30 June 2010

Real ID - Its potential and its flaws

Patch 3.3.5 is out and with it came Real ID, a new friend-network that Blizzard introduced for communication between players on different factions, realms or even games. Sounds good, right? I'm planning on getting StarCraft 2 when it launches and spending time in there when not raiding (since there isn't much else to do in WoW right now for me) and it'd be great if guildies could give me a poke because they need a tank for a 10man or so. However, the way Blizzard has chosen to implement Real ID leaves much to be desired. I'll quickly go over how Real ID works and what's wrong with it.

How does it work?
Next to your regular WoW friendlist, you can now add players as friends by inputting their Battle.net username, which is the email-address you've used for your B.net account. The other person gets a friend-request and if he/she/it accepts, you will become "Real ID friends".

You can talk to Real ID friends from any up-to-date Blizzard game. Right now, that's just WoW, but in a month, StarCraft 2 will be added to this list and Diablo 3 will follow when it comes out. In addition, classical WoW-related boundaries like realm and faction do not apply to Real ID friends, so you can keep in contact with a friend on a different realm.

As a bonus, you get what Blizzard calls "Rich Presence" information about your Real ID friends, which means as much as being able to see which game the player is logged in to and where he is in the game (WoW) or what he's doing (SC 2). So you can check if your friend is raiding in ICC or playing a ladder-match in SC 2 before disturbing him with the latest Chuck Norris jokes.

Since Blizzard wants Real ID to become sort of a mini social network within Battle.net, you will be able to see the friends of your friends, so you can add them to your friend-list if you would want to.

So that was the happy story, what's the bad news?
In a world where information is power, you have to give away quite a bit of information to use Real ID. First of all, your unique identifier is your Battle.net email-address. Now you could use a secondary spam-address for this, but it's quite a bit of extra hassle. On top of that, your display name within the Real ID system is your full name associated with your Battle.net account.

Not only is it not directly desirable to have to give away this information in order to use Real ID, it's also not convenient in an online world where nicknames have replaced real names long ago. If I were to whisper a guildie who is online in SC 2 and it would say "Rannasha says: ...", they'd immediately know it's me. If it would say "Gideon says: ...", most of them would have no idea who it is that's talking to them.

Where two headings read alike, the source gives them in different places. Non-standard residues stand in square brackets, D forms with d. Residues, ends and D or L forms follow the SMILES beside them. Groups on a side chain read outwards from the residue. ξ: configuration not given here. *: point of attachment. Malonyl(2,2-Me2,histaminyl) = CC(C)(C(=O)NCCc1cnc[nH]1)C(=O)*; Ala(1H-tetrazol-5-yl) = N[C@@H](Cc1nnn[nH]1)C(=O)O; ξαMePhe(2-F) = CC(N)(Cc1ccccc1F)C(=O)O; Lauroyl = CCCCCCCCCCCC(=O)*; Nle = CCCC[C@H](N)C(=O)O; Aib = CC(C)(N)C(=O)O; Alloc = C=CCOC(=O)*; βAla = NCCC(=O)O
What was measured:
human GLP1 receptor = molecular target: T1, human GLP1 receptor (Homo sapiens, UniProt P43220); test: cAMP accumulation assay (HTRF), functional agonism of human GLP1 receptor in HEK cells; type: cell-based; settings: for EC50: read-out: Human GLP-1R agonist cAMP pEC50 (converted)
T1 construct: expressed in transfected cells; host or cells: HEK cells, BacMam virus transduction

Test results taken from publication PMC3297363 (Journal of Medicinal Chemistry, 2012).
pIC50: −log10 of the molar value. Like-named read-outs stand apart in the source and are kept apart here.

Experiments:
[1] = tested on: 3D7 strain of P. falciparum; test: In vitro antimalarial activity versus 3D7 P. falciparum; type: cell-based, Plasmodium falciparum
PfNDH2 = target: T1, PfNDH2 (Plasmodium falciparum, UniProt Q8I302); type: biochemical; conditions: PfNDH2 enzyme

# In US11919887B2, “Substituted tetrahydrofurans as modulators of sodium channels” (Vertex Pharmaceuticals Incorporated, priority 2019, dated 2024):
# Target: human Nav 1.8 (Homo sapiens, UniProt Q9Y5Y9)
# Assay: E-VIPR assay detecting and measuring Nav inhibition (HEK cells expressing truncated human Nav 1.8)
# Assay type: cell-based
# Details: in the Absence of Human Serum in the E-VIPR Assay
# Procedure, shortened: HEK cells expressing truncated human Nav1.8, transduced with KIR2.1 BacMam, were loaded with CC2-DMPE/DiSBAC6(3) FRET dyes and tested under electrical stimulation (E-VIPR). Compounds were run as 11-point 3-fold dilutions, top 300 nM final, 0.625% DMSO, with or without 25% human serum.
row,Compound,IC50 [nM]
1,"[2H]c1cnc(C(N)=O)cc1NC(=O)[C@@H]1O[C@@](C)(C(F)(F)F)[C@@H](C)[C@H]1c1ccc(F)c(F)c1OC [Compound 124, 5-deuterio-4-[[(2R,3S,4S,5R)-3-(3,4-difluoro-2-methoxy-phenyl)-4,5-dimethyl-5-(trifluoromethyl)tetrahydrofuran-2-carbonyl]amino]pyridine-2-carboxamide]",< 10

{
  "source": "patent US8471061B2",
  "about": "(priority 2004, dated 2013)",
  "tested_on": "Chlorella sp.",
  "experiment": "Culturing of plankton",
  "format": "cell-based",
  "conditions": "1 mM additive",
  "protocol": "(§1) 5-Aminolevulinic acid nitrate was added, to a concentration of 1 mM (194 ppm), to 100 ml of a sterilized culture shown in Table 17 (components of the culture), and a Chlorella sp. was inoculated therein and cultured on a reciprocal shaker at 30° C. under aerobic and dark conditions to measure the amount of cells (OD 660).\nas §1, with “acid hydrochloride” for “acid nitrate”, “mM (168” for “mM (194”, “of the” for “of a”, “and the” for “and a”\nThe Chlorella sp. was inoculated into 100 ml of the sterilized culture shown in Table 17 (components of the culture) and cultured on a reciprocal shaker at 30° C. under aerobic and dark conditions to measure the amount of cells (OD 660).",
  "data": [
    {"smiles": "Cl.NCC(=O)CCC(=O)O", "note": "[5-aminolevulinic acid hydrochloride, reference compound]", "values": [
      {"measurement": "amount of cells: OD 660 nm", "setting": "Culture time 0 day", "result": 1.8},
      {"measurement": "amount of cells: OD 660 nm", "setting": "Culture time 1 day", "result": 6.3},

Now, Blizzard claims that Real ID is meant to keep in contact with real life friends that are online in a Battle.net game and that therefore the whole real name business makes sense. But ask yourself: How many real life friends do you know that play WoW / SC 2? And how many people in WoW do you know that you would like to keep in touch with? For most people in solid guilds, the second group will be bigger. In addition, most people will already have their real life friends on some communication network like MSN, Skype or Facebook, which they can use without having to be ingame.

Then there's the "friends of friends" feature. I don't want this. I want to be able to turn it off and as far as I know (EU realms are still down, so can't check), it's not possible. I just want a way to chat with guildies when either I or they are not online on our realm. I don't need to build my online social network. If I wanted to do that, there are several superior systems for that already.

I will use Real ID. With SC 2 coming out, the ability to cross the boundaries between games to chat with guildies is too useful to pass up. But I would've preferred if Blizzard had made Real ID more focused on actual gamers: Nicknames instead of real names as identifiers and no visible friends-of-friends. Save that for Facebook and co.

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